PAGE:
Kazakhstan miners have a "hard winter"
Colin Wu . 2021-10-22 . Mining

Recently a large number of mining sites have been affected by power restrictions due to power constraints and winter shortages in Kazakhstan. Southern Kazakhstan is focusing on cleaning up illegal mining in combination with electricity usage data and IP addresses, and some organizations have decided to move from Kazakhstan to the US.


Kazakhstan's national grid operator has begun limiting power rationing to crypto miners, according to a new report from Neftegaz.RU. Energy Minister Magzum Mirzagaliyev has proposed limiting the power supply to 1 MW per mining site and 100 MW for the entire industry.


On October 15, national grid operator KEGOC announced power restrictions, giving similar statements to those made by the energy minister, saying it would cut off "over-consuming" customers.


According to Kazakhstan Today, Kazakhstan's Energy Minister Magzum Mirzagaliev told local media that electricity consumption in 2021 is up 7% compared to last year, with the surge in demand largely due to the growing number of data centers dedicated to cryptocurrency mining.


He stressed that "this is a very big growth" and that the activities of crypto miners now do not have a significant positive impact on the socio-economic indicators. Mining consumes the cheap electricity generated in Kazakhstan, competing with the growing needs of the rest of the economy and the population. The minted cryptocurrency is usually sold elsewhere and profits are accumulated abroad.


Still, he insisted that Kazakhstan needs to develop its crypto mining sector and expressed confidence that the industry will evolve. Mirzagaliev pointed out there are “very good opportunities” for that, highlighting the country’s potential to expand the use of  renewable energy.


Kazakhstan is facing a power shortage, tweeted Didar, a Kazakh miner. The government is preparing for action. South Kazakhstan is at risk of strict electricity restrictions for mining.


Sources told us that winter power shortages are the norm in Kazakhstan, and that building a mining farm in Kazakhstan should have taken this into account beforehand. Kazakhstan is rich in coal resources in the north, the electricity supply is relatively sufficient, the south is mainly natural gas power generation so there is a large gap in winter. Because of the backward construction of the power grid, the electricity from the north cannot be delivered to the south on a large scale, which is one of the reasons why it is difficult to improve the shortage in the south.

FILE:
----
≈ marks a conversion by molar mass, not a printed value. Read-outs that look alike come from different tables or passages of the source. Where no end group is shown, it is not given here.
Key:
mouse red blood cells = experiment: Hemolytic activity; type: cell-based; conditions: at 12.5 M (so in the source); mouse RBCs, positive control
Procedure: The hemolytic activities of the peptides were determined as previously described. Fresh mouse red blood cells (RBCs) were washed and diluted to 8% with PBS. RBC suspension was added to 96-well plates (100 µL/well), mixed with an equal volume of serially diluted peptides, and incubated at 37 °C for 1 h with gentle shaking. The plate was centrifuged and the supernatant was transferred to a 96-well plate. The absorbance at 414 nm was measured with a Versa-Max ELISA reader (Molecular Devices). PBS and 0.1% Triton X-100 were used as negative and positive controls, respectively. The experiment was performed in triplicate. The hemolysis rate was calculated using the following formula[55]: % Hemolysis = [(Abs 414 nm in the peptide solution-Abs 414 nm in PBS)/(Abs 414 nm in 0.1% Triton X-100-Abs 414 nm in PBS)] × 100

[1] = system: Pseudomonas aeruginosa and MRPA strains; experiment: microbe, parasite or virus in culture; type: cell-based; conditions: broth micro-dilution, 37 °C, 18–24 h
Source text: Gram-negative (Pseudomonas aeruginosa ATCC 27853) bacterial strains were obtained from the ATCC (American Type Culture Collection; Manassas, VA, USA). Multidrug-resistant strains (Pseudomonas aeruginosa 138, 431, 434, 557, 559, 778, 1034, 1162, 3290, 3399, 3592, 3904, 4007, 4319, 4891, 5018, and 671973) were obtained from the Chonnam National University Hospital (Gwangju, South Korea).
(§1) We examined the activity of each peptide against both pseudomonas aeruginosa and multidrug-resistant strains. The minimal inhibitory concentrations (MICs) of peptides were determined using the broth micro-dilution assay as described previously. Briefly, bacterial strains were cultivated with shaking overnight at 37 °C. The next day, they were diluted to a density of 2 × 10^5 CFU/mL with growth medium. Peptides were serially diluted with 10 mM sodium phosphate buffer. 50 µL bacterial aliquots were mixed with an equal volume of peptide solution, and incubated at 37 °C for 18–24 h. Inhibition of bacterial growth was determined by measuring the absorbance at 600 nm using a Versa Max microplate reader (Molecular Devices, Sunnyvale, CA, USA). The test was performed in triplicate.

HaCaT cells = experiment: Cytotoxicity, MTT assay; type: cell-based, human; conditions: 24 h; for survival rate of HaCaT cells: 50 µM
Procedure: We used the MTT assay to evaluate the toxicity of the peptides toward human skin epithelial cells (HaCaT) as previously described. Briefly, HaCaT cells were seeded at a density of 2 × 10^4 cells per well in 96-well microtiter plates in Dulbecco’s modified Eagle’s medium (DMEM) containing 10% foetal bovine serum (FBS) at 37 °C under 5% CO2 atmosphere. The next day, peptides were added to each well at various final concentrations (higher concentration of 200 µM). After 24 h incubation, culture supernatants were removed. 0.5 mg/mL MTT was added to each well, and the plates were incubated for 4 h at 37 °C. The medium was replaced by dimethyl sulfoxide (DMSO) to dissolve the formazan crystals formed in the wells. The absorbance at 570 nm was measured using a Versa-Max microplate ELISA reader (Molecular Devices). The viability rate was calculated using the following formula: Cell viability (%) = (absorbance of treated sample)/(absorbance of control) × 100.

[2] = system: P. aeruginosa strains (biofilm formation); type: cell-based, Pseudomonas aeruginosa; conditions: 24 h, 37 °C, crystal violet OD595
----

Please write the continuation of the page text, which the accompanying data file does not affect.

The core of Kazakhstan's electricity shortage also lies in the small size of Kazakhstan's overall electricity supply. Data show that in 2020, Kazakhstan's annual electricity generation capacity is 106 billion KWh and electricity consumption is about 105 billion KWh, with a slight excess of electricity supply. Kazakhstan currently has 155 power stations, 69% of which are coal-fired and 9% are hydroelectric.


According to the CCAF, the latest data shows that the U.S. accounted for 35.4% of global bitcoin hashrate at the end of August, more than double the 16.8% at the end of April. Kazakhstan and Russia follow with shares of 18.1% and 11%, respectively (up from 8.2% and 6.8% in April).


Considering that Bitcoin consumes between 100 billion KWh and 150 billion KWh of electricity throughout the year, Kazakhstan added about 10 billion KWh of electricity (10% of the entire network's hashrate), which is close to the 7% increase in electricity consumption stated by the energy minister above.


In comparison, China generated 7.779 trillion kWh of electricity in 2020, the United States 4.287 trillion kWh, and Russia about 1.0854 trillion kWh. This means that Kazakhstan's power generation is only 1/42 of that of the U.S., while Kazakhstan's bitcoin mining consumes 1/2 of the electricity consumed by the U.S. So for Kazakhstan, the short-term increase in hashrate is indeed "unbearable".


However, Kazakhstan has the infrastructure inherited from the former Soviet Union and will gradually expand its power generation in an orderly manner. But Kazakhstan is not a country with a regulated market environment under the rule of law, such as the United States and Canada, and there may be some fraud and corruption which need to be pay attention. (Cover from azcoinnews)


Follow us

Twitter: https://twitter.com/WuBlockchain

Telegram: https://t.me/wublockchainenglish